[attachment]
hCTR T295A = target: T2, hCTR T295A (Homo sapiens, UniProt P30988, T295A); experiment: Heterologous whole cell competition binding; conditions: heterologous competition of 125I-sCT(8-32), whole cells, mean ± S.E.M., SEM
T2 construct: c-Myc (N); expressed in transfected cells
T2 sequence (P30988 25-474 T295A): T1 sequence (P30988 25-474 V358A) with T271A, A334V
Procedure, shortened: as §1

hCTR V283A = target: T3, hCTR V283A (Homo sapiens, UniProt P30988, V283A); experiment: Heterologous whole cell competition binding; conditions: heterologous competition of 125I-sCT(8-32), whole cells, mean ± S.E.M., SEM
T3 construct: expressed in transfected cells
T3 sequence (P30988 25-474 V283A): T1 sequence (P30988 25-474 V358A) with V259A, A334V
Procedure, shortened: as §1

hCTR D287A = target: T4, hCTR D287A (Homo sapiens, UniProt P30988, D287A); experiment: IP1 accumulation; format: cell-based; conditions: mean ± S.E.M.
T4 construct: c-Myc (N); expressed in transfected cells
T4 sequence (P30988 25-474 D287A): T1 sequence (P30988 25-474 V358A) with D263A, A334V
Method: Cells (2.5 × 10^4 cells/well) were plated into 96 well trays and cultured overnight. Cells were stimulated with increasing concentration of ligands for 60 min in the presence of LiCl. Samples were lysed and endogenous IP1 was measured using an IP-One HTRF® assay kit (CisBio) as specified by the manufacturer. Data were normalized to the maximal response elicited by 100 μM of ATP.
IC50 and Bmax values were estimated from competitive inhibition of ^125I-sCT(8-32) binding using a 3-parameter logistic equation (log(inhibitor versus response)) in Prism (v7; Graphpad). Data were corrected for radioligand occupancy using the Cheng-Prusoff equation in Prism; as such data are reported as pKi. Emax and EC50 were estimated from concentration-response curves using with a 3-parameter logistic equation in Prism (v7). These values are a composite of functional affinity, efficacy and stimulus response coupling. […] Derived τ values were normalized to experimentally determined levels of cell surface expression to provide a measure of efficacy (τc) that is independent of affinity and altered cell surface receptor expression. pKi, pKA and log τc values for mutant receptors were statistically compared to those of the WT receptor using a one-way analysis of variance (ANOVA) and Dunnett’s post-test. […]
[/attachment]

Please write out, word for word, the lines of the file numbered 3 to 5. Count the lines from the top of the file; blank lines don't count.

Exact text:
T2 sequence (P30988 25-474 T295A): T1 sequence (P30988 25-474 V358A) with T271A, A334V
Procedure, shortened: as §1

hCTR V283A = target: T3, hCTR V283A (Homo sapiens, UniProt P30988, V283A); experiment: Heterologous whole cell competition binding; conditions: heterologous competition of 125I-sCT(8-32), whole cells, mean ± S.E.M., SEM